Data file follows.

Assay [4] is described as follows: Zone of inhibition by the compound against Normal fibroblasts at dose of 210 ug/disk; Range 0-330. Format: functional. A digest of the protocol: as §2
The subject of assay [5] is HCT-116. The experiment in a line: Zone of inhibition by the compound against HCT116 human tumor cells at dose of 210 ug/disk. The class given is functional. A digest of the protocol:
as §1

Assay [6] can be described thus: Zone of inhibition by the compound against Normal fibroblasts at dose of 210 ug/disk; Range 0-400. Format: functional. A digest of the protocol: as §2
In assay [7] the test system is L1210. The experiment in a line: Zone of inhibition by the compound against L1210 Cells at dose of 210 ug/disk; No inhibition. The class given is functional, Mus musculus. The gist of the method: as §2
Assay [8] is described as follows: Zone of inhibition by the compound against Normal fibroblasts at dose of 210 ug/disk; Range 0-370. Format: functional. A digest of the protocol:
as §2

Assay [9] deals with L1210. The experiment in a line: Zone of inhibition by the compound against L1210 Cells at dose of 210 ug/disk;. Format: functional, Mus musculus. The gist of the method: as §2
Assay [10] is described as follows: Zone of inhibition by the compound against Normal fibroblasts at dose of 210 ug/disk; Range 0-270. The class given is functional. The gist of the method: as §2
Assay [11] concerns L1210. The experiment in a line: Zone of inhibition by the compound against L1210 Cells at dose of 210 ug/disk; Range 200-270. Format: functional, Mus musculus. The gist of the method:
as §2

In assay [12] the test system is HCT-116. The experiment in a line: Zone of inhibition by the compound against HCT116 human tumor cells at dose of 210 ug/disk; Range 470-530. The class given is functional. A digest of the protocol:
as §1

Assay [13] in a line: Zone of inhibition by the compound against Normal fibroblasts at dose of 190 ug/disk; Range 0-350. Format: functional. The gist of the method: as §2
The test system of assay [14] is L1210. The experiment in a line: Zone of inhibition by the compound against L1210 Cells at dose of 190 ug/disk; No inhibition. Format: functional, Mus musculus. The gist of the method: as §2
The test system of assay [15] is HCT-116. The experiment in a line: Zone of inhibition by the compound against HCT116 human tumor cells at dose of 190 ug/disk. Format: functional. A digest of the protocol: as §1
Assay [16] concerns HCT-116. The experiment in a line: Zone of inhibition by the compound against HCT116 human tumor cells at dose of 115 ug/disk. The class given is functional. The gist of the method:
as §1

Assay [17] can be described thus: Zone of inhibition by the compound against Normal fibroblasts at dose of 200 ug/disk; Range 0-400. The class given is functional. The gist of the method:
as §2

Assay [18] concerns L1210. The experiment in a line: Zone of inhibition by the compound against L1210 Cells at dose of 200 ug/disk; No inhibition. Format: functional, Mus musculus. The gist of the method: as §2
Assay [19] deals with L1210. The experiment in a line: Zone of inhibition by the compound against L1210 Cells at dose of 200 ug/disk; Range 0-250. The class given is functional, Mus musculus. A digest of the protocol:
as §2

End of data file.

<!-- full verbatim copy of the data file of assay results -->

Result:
Assay [4] is described as follows: Zone of inhibition by the compound against Normal fibroblasts at dose of 210 ug/disk; Range 0-330. Format: functional. A digest of the protocol: as §2
The subject of assay [5] is HCT-116. The experiment in a line: Zone of inhibition by the compound against HCT116 human tumor cells at dose of 210 ug/disk. The class given is functional. A digest of the protocol:
as §1

Assay [6] can be described thus: Zone of inhibition by the compound against Normal fibroblasts at dose of 210 ug/disk; Range 0-400. Format: functional. A digest of the protocol: as §2
In assay [7] the test system is L1210. The experiment in a line: Zone of inhibition by the compound against L1210 Cells at dose of 210 ug/disk; No inhibition. The class given is functional, Mus musculus. The gist of the method: as §2
Assay [8] is described as follows: Zone of inhibition by the compound against Normal fibroblasts at dose of 210 ug/disk; Range 0-370. Format: functional. A digest of the protocol:
as §2

Assay [9] deals with L1210. The experiment in a line: Zone of inhibition by the compound against L1210 Cells at dose of 210 ug/disk;. Format: functional, Mus musculus. The gist of the method: as §2
Assay [10] is described as follows: Zone of inhibition by the compound against Normal fibroblasts at dose of 210 ug/disk; Range 0-270. The class given is functional. The gist of the method: as §2
Assay [11] concerns L1210. The experiment in a line: Zone of inhibition by the compound against L1210 Cells at dose of 210 ug/disk; Range 200-270. Format: functional, Mus musculus. The gist of the method:
as §2

In assay [12] the test system is HCT-116. The experiment in a line: Zone of inhibition by the compound against HCT116 human tumor cells at dose of 210 ug/disk; Range 470-530. The class given is functional. A digest of the protocol:
as §1

Assay [13] in a line: Zone of inhibition by the compound against Normal fibroblasts at dose of 190 ug/disk; Range 0-350. Format: functional. The gist of the method: as §2
The test system of assay [14] is L1210. The experiment in a line: Zone of inhibition by the compound against L1210 Cells at dose of 190 ug/disk; No inhibition. Format: functional, Mus musculus. The gist of the method: as §2
The test system of assay [15] is HCT-116. The experiment in a line: Zone of inhibition by the compound against HCT116 human tumor cells at dose of 190 ug/disk. Format: functional. A digest of the protocol: as §1
Assay [16] concerns HCT-116. The experiment in a line: Zone of inhibition by the compound against HCT116 human tumor cells at dose of 115 ug/disk. The class given is functional. The gist of the method:
as §1

Assay [17] can be described thus: Zone of inhibition by the compound against Normal fibroblasts at dose of 200 ug/disk; Range 0-400. The class given is functional. The gist of the method:
as §2

Assay [18] concerns L1210. The experiment in a line: Zone of inhibition by the compound against L1210 Cells at dose of 200 ug/disk; No inhibition. Format: functional, Mus musculus. The gist of the method: as §2
Assay [19] deals with L1210. The experiment in a line: Zone of inhibition by the compound against L1210 Cells at dose of 200 ug/disk; Range 0-250. The class given is functional, Mus musculus. A digest of the protocol:
as §2